February is a ‘special’ month. It is the month of the Aquarius, the Chinese New Year, and Valentine’s Day to name but a few occasions that give us reason to celebrate life more fully.
We have every reason to celebrate every minute of our life as each one of us is completely unique. And just how unique am I? Before answering this question let me ask you to answer the following question: If someone commits a crime, what will be one of the factual compelling evidence that will help to prove this person committed the crime and not his/her twin?
As you know, one of the factual compelling evidence in crime solving is the person’s fingerprints and their DNA. Even identical twins do not have the same fingerprints; this is how wonderfully unique each person is as an individual human being on planet earth. Identical twins share the same placenta while in utero, they share the same DNA, but they do not share the same fingerprints. So, the next time someone attempts to negatively describe you as ‘a unique piece of work’, smile and know you are indeed wonderfully unique.
But as unique as I am by my fingerprints I also have a unique pattern of behaviour. Most behaviours are learned from observing adults soon after birth and throughout childhood. As a result, we accumulate healthy and unhealthy behaviours.
This month we again have another opportunity of starting over again with the New Year’s resolutions we may have made last month as we celebrate the Chinese New Year on Feb. 16. If you are ready to create new healthier behaviours to replace your old unhealthy behaviours, I suggest you might want to try doing this exercise for yourself.
In using the drawing below as a sample, draw the person(s) you feel influenced you the most in your childhood. Spontaneously write their individual behaviours. After writing their healthy and unhealthy behaviour lists, write a list of the behaviours you have incorporated into your life from observing their behaviours. Now, look at your list of behaviours and decide which ones you want to keep and which you want to eliminate. Ask yourself the question ‘Is this behaviour helping me?’ If it isn’t, then hopefully you will choose to eliminate it. Conversely, if the behaviour is helping, hopefully you’ll choose to keep it.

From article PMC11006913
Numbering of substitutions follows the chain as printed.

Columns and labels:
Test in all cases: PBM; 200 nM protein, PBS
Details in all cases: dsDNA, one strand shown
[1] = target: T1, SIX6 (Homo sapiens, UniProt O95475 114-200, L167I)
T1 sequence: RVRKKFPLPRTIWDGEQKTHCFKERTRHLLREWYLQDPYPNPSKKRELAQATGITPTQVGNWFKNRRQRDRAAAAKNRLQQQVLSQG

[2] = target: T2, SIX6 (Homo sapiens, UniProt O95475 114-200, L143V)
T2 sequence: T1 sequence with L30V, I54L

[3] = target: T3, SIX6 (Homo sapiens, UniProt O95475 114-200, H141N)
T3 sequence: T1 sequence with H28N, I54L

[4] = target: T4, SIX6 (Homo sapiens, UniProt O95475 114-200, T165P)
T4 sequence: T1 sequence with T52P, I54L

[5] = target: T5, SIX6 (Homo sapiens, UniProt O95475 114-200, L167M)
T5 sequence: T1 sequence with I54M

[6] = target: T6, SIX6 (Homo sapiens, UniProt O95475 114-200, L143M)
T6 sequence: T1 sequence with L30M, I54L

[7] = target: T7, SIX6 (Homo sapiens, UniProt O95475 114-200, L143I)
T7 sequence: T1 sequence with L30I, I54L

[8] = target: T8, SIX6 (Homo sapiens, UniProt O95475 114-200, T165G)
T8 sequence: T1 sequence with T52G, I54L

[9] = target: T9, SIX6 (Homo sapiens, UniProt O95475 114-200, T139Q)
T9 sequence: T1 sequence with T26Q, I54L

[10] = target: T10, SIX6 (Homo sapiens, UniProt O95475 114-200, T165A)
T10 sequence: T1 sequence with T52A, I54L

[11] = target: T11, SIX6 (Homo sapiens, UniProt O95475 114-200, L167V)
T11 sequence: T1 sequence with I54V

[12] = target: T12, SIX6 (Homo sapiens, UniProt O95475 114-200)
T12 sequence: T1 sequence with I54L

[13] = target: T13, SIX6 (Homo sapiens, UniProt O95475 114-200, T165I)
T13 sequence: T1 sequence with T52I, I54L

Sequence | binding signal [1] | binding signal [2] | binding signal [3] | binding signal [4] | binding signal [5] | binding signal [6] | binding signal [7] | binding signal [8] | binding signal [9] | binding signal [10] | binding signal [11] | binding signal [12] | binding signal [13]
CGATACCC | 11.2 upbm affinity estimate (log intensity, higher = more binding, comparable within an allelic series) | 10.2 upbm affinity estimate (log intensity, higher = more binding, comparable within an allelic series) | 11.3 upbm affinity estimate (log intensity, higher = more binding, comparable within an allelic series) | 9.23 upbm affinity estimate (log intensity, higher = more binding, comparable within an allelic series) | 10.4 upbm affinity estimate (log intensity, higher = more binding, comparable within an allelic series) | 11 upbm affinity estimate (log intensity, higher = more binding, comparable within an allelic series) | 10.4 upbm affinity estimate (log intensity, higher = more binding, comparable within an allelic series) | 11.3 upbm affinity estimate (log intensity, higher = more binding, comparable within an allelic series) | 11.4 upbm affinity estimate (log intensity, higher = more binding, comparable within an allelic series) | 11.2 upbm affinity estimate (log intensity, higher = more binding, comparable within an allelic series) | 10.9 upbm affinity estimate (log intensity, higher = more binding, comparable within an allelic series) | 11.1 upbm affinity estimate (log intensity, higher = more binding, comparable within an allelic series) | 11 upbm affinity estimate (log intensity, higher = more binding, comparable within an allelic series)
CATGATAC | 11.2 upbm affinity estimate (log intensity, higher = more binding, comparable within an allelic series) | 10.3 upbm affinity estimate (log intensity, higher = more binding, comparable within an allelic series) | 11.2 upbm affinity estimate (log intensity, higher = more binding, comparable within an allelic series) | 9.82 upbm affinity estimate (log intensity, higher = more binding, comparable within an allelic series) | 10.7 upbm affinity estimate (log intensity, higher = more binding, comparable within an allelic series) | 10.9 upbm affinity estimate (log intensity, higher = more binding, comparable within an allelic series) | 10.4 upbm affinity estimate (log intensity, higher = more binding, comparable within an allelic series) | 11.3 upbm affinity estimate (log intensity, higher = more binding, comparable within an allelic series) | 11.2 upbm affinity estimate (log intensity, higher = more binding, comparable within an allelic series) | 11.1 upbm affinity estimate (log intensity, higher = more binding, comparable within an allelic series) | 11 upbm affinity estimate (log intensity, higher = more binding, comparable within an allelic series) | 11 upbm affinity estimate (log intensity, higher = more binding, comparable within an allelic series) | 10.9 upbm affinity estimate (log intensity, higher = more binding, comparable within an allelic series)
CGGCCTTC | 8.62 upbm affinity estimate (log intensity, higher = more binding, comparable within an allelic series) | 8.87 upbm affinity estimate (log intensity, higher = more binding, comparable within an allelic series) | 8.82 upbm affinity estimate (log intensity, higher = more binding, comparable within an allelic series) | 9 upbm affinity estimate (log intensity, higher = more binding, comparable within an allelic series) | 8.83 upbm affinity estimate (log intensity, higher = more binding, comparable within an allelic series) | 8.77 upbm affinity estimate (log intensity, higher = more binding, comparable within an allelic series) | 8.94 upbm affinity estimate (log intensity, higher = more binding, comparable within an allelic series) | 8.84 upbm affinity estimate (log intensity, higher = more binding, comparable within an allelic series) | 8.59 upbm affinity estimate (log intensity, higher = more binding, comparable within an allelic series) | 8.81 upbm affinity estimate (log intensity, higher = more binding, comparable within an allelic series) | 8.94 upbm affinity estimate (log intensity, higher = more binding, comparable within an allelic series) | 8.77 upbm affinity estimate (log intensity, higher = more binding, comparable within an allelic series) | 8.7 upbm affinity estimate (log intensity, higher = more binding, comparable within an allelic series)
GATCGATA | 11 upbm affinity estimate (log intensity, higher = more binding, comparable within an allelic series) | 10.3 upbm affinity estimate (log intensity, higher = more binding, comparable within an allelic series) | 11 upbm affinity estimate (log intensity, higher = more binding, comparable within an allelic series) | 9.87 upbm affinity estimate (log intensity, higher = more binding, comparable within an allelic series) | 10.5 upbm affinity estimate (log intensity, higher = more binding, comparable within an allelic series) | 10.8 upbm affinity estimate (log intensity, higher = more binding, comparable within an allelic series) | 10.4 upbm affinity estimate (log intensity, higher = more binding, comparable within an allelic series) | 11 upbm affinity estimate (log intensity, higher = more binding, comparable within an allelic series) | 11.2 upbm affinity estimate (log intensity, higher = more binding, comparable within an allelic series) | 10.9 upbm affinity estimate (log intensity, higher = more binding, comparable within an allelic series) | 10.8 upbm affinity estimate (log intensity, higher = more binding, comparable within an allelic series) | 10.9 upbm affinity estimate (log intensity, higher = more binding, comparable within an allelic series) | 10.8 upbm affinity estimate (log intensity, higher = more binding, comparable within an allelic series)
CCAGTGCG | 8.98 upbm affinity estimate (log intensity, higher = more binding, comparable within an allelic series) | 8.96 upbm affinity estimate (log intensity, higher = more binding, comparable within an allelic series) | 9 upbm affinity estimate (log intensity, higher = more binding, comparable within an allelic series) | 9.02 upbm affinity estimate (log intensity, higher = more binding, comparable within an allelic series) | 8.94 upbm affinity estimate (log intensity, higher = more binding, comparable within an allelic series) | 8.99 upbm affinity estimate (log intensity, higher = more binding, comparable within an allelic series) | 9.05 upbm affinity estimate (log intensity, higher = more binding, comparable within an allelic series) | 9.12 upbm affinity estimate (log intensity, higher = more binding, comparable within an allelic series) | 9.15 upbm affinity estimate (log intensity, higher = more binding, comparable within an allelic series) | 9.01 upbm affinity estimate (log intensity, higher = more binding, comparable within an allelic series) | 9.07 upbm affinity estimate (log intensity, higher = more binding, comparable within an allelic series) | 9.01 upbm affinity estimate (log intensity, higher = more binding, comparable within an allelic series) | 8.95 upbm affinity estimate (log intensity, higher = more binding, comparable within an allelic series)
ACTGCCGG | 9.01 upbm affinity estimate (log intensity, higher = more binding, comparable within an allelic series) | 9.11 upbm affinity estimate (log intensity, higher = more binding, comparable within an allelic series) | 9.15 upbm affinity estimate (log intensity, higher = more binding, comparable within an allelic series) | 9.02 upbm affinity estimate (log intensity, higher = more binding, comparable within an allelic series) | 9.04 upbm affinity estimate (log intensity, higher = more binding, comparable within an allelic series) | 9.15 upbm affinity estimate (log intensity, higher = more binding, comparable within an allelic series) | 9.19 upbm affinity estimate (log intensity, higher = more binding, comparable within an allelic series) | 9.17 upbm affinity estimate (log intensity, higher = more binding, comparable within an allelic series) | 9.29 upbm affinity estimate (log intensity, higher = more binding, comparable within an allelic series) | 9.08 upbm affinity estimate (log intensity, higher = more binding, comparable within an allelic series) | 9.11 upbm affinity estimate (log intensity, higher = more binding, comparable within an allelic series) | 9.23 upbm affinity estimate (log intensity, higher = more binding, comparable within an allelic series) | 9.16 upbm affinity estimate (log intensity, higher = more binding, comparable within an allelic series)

Again, I remind you (as I did in the Jan. 11 column) that it takes practice and perseverance to incorporate new healthier behaviours into our life. Now, I ask you to do this lovingly and with much affirmation even when we revert to a behaviour we had hoped to eliminate.
As Valentine’s Day approaches, may we truly be more loving not only to our partner, friends, strangers, neighbours and family but also to ourself. In my first column in the Chemainus Valley Courier, Aug. 17, 2017, I explained my philosophy ‘It’s About Me’ as a fulfillment of the words ‘Love your neighbor as you love yourself.’ John Denver wrote a song Perhaps Love which I personally find helpful in looking at what I feel love might be if I could ever really define it. Thus, I leave you with the words of his song as my unique way of wishing each of you a Happy Valentine’s Day.
Perhaps love is like a resting place
A shelter from the storm
It exists to give you comfort
It is there to keep you warm
And in those times of trouble
When you are most alone
The memory of love will bring you home.
Perhaps love is like a window
Perhaps an open door
It invites you to come closer
It wants to show you more
And even if you lose yourself
And don’t know what to do
The memory of love will see you through.
Oh, love to some is like a cloud
To some as strong as steel
For some a way of living
For some a way to feel
And some say love is holding on
And some say letting go
And some say love is everything
Some say they don’t know.
Perhaps love is like the ocean
Full of conflict full of pain
Like a fire when it’s cold outside
Thunder when it rains
If I should live forever
And all my dreams come true
My memories of love will be of you.
Kathleen Kelly of Chemainus is the author of the book ‘The Tornadoes We Create.’